The lead and fluorspar are recovered by Flotation of the cell-to-cell type, permitting maximum recovery and grade of concentrate. Wide acceptance of machines is well verified when considering that over 95% of all acid grade fluorspar is processed in the “Sub-A” Flotation Machine. Flexibility of these machines is of prime importance where such high specifications must be met. Multiple cleaning, always necessary in acid grade fluorspar plants, can be performed without the help of pumps.
Lead tailing is thickened to remove the bulk of the reagents used in the lead circuit. The clear overflow is re-circulated to the grinding circuit.
Thickening and Filtering
Both concentrates are thickened and filtered. The thickened lead concentrate is filtered on the Disc Filter. Thickened fluorspar concentrate, at approximately 60% solids here, has a high filter capacity of approximately 2000 pounds per sq. ft. per 24 hours. The Fluorspar Filter with its stainless steel filter media, is especially designed for this application.
Drying and Storage
The Standard Dryer effectively dries the filtered fluorspar concentrate to less than 0.5% moisture, as required for marketing. An elevated temperature in the dryer can also be used to burn off small amounts of sulphur and lead.
A screw conveyor and bucket elevator as employed to transport the dried fluorspar to the concentrate storage bins. Bins can be conveniently discharged into rail road cars for shipment, while the filtered lead concentrate may be marketed as produced, without drying.
“Sub-A” Flotation Cells in a Fluorspar Mill.
Difficult Flotation of some Flourspar Ore
The Difficult Metallurgy Problem
While many ores respond to the same general pattern of treatment, each ore is an individual problem. Such is the case of this fluorspar ore which is characterized by the presence of a portion of the fluorite in extremely close association with calcium carbonate and silica and containing appreciable clay.
High acid grade fluorspar concentrates are difficult to obtain from this class of ores by flotation with an ordinary -65 mesh grind. The concentrates, in this study, are currently being used for production of hydrofluoric acid and synthetic cryolite. Market requirements demand that the calcium carbonate content be reduced to an absolute minimum. Moreover, the future production now in demand, is desirable. This study deals with a flowsheet designed to achieve high recovery of acid-grade fluorspar in an economical manner.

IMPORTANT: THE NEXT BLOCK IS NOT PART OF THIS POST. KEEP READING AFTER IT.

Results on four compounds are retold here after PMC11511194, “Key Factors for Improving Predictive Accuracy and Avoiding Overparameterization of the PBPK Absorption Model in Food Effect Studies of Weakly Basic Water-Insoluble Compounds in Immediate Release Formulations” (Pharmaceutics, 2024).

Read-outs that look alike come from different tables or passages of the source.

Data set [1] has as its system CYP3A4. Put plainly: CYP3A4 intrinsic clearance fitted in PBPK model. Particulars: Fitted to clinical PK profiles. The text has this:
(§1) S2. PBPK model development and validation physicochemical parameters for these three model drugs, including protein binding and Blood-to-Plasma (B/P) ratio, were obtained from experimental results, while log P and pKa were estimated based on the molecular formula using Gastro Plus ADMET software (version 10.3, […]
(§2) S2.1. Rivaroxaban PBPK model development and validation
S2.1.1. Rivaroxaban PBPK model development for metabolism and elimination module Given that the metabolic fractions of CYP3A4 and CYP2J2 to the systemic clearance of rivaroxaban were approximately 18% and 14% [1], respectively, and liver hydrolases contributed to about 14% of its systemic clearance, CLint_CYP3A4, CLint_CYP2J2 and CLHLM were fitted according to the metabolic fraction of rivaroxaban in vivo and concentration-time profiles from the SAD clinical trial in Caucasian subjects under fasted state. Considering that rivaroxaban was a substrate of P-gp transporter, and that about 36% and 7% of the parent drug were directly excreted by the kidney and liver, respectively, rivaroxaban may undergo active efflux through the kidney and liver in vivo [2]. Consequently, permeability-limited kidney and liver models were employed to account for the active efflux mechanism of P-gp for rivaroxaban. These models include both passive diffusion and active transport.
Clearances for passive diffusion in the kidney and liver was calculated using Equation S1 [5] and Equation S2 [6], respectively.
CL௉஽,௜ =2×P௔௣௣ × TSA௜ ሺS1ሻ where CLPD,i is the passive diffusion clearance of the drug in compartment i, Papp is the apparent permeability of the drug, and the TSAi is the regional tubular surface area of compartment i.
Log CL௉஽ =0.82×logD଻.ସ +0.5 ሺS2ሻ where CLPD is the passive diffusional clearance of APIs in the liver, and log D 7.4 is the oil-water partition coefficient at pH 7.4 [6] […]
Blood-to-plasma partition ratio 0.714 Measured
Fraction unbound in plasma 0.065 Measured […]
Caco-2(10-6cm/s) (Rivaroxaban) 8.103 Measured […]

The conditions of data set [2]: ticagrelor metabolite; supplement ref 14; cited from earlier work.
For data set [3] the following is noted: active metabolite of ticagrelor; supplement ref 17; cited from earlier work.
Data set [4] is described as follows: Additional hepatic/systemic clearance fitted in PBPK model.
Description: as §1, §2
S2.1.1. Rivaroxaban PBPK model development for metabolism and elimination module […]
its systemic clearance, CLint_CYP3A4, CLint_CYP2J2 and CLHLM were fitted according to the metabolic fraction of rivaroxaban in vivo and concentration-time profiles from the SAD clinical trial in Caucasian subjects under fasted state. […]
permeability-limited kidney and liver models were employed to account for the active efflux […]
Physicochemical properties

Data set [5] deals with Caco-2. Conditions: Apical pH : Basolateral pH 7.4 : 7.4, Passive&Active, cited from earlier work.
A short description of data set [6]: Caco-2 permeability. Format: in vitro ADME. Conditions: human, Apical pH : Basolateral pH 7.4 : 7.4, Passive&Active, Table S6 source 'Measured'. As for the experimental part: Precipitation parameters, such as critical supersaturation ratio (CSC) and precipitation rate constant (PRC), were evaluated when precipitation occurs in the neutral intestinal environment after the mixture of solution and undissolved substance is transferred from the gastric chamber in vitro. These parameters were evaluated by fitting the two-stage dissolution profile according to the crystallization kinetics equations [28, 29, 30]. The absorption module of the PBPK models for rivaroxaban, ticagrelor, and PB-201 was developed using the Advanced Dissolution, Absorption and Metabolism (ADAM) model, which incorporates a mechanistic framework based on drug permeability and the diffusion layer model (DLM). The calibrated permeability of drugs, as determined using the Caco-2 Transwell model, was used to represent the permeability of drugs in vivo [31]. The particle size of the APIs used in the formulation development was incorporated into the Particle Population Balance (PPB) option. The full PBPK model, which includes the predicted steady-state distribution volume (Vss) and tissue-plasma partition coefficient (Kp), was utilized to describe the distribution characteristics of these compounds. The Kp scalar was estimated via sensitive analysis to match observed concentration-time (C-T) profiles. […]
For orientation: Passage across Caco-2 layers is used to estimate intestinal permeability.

The More Complex Treatment Flowsheet
The typical fluorspar flotation flowsheet normally consists of stage grinding by ball mill in closed circuit with a mechanical classifier followed by conditioning of the pulp either with or without steam in the presence of reagents followed by “Sub-A” Flotation with three or more cleaning steps by reflotation. This particular ore does not, with the normal flowsheet, produce an acid grade concentrate of 97.5% CaF2 with less than 1.5% SiO2.
” The ore being studied is crushed underground at the mine and partially beneficiated by the heavy media process. This washed ore is further crushed at the mill. Soda ash is added to the primary grinding mill which is in open circuit with a duplex Spiral Classifier. The classifier is in closed circuit with the secondary grinding mill and the classifier overflow, which is all — 65 mesh, is pumped by a SRL Pump to the Conditioner where the following reagents are added:
Reagent Amount, Pounds per ton
Na2Si03 (Optional) 0.2
Soda Ash 2.0
Oleic Acid up to 2.0
(Na2SiO3 is also added to the feed of the last cleaner flotation circuit and the effect of this reagent is utilized through the return of cleaner tailings to the head of the circuit.)
Conditioning time is 8 minutes at a pulp density of 40% which is then adjusted to 30% for flotation. Steam coils in the conditioner maintain the pulp at 170 degrees F. prior to flotation.
The conditions presented by this particular ore illustrate the importance of complete laboratory investigations as a great many different combinations of treatment were required to develop the final flowsheet. The deviations from the standard fluorspar flowsheet were first substantiated by locked cycle batch laboratory tests followed by a small tonnage pilot plant run to verify the laboratory results before final recommendations were made.